Toby Cecchini

Toby Cecchini

A weeklong electronic journal.
Dec. 14 2000 6:00 PM

Toby Cecchini

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There's an unsavory aspect of human behavior that emerges, sulphurlike, whenever the Open Bar sign gets hung out. It's counterintuitive; you'd think when people are getting something gratis they would be charitable, amiable, something approaching grateful. In fact, they are noticeably more brisk and condescending, and you'd better hope you've locked the gratuity into the tab, because the only tip you're in for at the typical company wing-ding is the crumpled thong left behind by the soused temp. The phenomenon is so pronounced that its reversal is my favorite social research experiment: the moment the tab runs dry and customers must pay again. Suddenly the revelers find their bearings, address you politely, tip, and cease trying to massage the shoulders of the recalcitrant accounts manager. Go figure.

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'Tis the season when the office-bound let down their hair and gather uncomfortably to exchange perfunctory Secret Santa swag. These tepid parties are fermentation vats for every strain of bad behavior. In the past two weeks I've had to intervene in people smoking dope at the tables, taking off their pants and skirts and exchanging underwear with one another, deciding to hoover flake right off the bar top, getting in shoving matches over who was sitting on what bar stool, wittily trying to construct a balancing pyramid with all the tables and chairs, engaging in a vociferous, expletive-laced contretemps over one woman's back touching someone else's, losing themselves so deeply in the proverbially taboo bathroom fornication session that they pried the sink from the wall, and one I missed, where some idiot decided to dance on the bar top and, before he could be gotten down, fell backward onto the back bar shelves, dragging down several bottles of scotch and gin before striking his head on the cash register and cutting a huge gash across the bridge of his nose.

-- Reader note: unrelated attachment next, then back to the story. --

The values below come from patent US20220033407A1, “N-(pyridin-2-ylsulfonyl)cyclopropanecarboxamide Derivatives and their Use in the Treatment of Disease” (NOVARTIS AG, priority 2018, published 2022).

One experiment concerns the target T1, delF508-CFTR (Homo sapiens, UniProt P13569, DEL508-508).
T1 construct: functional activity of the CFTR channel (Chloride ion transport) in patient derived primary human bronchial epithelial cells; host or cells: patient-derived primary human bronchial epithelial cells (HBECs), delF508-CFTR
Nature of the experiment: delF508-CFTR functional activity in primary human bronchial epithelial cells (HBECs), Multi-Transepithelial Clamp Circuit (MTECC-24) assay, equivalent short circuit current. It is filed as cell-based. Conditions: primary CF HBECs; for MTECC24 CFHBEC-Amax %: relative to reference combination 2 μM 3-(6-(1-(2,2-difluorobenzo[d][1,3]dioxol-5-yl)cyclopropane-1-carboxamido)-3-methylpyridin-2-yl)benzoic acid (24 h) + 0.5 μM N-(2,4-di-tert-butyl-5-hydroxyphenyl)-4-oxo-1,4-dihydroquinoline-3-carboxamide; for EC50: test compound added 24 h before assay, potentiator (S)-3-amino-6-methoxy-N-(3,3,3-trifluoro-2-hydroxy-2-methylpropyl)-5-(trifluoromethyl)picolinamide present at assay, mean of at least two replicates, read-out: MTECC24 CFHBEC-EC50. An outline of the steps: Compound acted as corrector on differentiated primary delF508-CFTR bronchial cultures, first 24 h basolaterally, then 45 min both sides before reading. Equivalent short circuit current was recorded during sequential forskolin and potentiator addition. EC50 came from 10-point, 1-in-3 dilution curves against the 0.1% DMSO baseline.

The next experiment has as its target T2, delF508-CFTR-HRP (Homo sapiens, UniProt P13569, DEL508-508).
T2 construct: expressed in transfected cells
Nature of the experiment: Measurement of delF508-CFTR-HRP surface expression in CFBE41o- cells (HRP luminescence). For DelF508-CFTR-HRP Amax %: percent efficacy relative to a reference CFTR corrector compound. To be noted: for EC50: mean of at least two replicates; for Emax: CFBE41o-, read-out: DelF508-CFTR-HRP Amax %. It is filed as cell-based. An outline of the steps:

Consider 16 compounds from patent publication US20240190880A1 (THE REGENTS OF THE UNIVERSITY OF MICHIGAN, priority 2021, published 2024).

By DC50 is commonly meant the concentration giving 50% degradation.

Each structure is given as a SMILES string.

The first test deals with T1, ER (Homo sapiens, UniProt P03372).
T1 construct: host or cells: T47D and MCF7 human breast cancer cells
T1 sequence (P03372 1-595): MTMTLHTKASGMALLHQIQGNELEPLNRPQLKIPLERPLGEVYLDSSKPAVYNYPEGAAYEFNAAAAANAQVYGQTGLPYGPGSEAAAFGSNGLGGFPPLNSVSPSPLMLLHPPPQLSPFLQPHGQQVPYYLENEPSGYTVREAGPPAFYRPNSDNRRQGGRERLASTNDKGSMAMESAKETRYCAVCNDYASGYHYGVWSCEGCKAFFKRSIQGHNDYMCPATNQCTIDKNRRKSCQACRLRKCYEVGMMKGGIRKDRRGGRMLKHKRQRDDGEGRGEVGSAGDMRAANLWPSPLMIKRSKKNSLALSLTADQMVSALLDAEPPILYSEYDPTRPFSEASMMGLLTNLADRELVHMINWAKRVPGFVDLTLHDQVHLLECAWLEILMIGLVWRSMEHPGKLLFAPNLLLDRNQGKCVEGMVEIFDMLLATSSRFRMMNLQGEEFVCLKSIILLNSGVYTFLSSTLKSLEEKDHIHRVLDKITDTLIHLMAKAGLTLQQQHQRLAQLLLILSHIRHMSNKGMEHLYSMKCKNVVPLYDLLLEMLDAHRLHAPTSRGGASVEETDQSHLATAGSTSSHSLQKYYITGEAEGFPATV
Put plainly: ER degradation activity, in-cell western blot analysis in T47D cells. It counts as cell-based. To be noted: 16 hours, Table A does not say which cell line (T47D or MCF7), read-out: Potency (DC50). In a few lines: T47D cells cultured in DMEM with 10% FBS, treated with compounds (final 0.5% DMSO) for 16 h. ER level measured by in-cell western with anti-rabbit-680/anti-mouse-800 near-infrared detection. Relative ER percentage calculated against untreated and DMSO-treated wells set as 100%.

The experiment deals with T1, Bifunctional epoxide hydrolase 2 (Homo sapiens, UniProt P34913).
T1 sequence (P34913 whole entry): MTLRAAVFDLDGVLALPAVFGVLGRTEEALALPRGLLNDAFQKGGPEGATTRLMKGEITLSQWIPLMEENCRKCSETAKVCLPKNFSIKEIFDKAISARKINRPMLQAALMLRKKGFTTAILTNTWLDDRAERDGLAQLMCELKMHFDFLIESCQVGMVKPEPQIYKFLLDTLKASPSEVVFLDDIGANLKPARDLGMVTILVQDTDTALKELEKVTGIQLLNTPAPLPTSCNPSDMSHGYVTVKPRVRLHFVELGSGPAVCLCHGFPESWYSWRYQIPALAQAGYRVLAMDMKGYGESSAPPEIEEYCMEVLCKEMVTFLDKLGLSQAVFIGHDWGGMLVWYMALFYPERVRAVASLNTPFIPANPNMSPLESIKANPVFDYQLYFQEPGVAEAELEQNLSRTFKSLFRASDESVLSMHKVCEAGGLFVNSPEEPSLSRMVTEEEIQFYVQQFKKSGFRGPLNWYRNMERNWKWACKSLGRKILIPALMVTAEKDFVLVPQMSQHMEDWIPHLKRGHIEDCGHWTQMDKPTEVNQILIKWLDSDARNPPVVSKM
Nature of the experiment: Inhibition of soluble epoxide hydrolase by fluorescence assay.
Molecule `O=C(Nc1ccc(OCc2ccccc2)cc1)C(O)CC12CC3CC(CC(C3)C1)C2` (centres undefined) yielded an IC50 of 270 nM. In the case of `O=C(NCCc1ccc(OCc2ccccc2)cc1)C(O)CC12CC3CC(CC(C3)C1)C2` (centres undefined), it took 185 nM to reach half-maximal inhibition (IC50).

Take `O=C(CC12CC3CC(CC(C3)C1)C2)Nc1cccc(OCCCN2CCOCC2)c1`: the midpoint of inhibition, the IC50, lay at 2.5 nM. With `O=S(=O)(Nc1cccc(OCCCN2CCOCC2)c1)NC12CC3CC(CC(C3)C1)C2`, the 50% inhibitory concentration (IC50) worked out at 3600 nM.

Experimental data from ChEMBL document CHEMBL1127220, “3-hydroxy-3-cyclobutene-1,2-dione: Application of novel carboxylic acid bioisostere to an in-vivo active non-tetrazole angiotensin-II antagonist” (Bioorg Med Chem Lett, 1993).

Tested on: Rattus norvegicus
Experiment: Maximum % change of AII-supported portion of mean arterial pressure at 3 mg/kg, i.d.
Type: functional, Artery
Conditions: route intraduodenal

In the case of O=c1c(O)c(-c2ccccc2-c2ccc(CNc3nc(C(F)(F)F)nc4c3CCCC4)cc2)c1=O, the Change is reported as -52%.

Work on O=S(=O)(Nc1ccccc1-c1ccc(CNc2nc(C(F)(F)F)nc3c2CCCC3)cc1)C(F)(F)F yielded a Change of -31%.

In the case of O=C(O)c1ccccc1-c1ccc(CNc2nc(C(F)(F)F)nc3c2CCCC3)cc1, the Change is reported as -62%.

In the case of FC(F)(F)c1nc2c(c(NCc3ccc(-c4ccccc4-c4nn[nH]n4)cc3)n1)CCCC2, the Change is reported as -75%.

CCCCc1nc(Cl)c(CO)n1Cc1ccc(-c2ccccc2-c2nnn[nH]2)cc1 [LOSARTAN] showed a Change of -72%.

Almost every day now there is a message on the answering machine from someone trying to rent the bar for a private party. I should encourage this type of thing, should, in fact, be hustling for such easy gold. But I'm loath to encourage more pushy telephonic entreaties from people who want to redecorate my space with offensive seasonal trappings, install their co-worker, the "slammin' DJ," who lambastes me all night with tired disco, and then vacillate passive-aggressively over paying the tab after their advertising-company Visigoths have just laid siege for several hours to my top shelf.

But I couldn't resist letting the Mormon art collector have his wedding reception here (the way we couldn't say no to a bat mitzvah last year, simply because who on earth would want to have their child's bat mitzvah here?). This guy, Greg, had hired a free-lance producer to put the event together for him and had a plan to turn the bar into a red-carpeted, organza-draped grande éspace, which sounded humorous to me. I should point out that my bar is teensy-tiny, literally 15 by 20 feet, with 13 stools and five small tables. I should also point out that Mormons don't drink alcohol and are known to espouse plural wives. The whole thing seemed sort of charmingly perverse.

The couple invited more than 200 people from around the world. To house them all they got a city permit to raise a big tent on the sidewalk in front of the bar. Just in case anyone was confused, the address was custom-scrawled in a white neon sign. We had to create a second bar, with juices and sodas only, for the Mormons who refused to enter a den of iniquity to take refreshment. The groom had pastries and ice cream from Berthillon Glaces flown in from Paris early in the morning. After such Croesian displays, I was anxious to see how many wives he would have in tow, all in poke bonnets and calico shifts, but he seemed content with just the one, a very pretty, leggy number named Jean who did enormous justice to a silver satin sheath.

I'd warned my staff to dress up a notch from the usual torn Yo La Tengo T-shirts and dirty cords, and we took our places with near-obsequious expressions on our freshly scrubbed faces. Then, to my dismay, the doors swung open to the same art-world flotsam that routinely washes up on my shores. I'd forgotten to consider, in all my visions of horehound and sarsaparilla, that a prominent art collector, even a Mormon one, would have plenty of connections to the New York art scene and all its hangers-on. It was mortifying to witness the two-fisted ransacking of my single-malt scotches by one particularly miserly specimen, an English sculptor I often have to chase down just to extract the $4 for his single pint of beer. Now, on the groom's open tab, he was ordering $80 rounds of four double Lagavulins at a pop, undoubtedly stashing them away for himself. Two very pleasant gay gentlemen found their way in, somehow unaware they had crashed a wedding. I decided to let them stay and drink, precisely because their proclivities run contrary to Mormon edict. With teetotalers crammed three deep at the juice commissary, one intrepid girl, tempting the powers below, kept returning to the bar to order her Cokes, confiding to me that living in New York had given her just that kind of elbow up on her fellow Salt Lake Citizens. I told the groom he should have concocted another neon sign to hang above the entrance to my bar, reading simply: SIN.

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